American Gardens of the Nineteenth Century: "for Comfort and Affluence"

Front Cover
University of Massachusetts Press, 1987 - 395 pages
0 Reviews
Reviews aren't verified, but Google checks for and removes fake content when it's identified
American Gardens of the Nineteenth Century is the final of three authoritative volumes of garden history by Ann Leighton. This witty and detailed book focuses on nineteenth-century gardens and gardening. Leighton's material for the book was drawn from letters, books, and other primary sources. Throughout the book are reproductions of contemporary illustrations and descriptive listings of native and new plants that were cultivated during the nineteenth century. Leighton gives much attention to influential people such as plant explorers and designers of public parks. Not only does she record the development of gardening, but she also shows the historical growth and change in nineteenth-century America.

Companion volumes by Ann Leighton

Early American Gardens For Meate or Medicine
American Gardens in the Eighteenth Century For Use or for Delight

From inside the book

What people are saying - Write a review

Reviews aren't verified, but Google checks for and removes fake content when it's identified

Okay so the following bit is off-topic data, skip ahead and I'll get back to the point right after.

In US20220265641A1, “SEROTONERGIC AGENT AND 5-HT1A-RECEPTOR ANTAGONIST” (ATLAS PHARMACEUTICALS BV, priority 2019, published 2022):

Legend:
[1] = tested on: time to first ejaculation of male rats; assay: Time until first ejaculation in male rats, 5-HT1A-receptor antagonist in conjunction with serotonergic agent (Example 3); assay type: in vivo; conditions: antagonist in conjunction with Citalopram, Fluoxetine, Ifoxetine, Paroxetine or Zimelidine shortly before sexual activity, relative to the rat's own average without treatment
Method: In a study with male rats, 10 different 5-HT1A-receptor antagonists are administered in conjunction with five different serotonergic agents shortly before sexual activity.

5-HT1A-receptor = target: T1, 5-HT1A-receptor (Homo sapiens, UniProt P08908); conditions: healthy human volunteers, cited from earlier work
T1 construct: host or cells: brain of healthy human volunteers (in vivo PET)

American gardens of the nineteenth century: "for comfort and affluence"

User Review  - Not Available - Book Verdict

With a wealth of detail and wit Leighton records the development of gardening as well as historical growth and change in 19th-century America. As in her Early American Gardens: for meate and medicine ... Read full review

Contents

Preview from the Summerhouse
3
THREE
34
Observers from Abroad
42
Copyright

13 other sections not shown

Common terms and phrases

About the author (1987)

Ann Leighton was the professional name of Isadore Smith (1902-1985), the renowned garden historian, scholar, author, designer and landscape architect who, with Catherine C. "Kitty" Weeks, designed the colonial-themed gardens at the Weeks Brick House in Greenland, New Hampshire, in 1977. Among many commissions, Smith designed the garden at the 1677 Whipple House in Ipswich, Massachusetts, which is owned by the Ipswich Historical Society. Smith neatly summed up the staying power of her subject matter in a brief book-jacket teaser: "While buildings may decay and crumble, the plants of every age are still with us and need only to be collected and replanted to speak for the time and its people.

Bibliographic information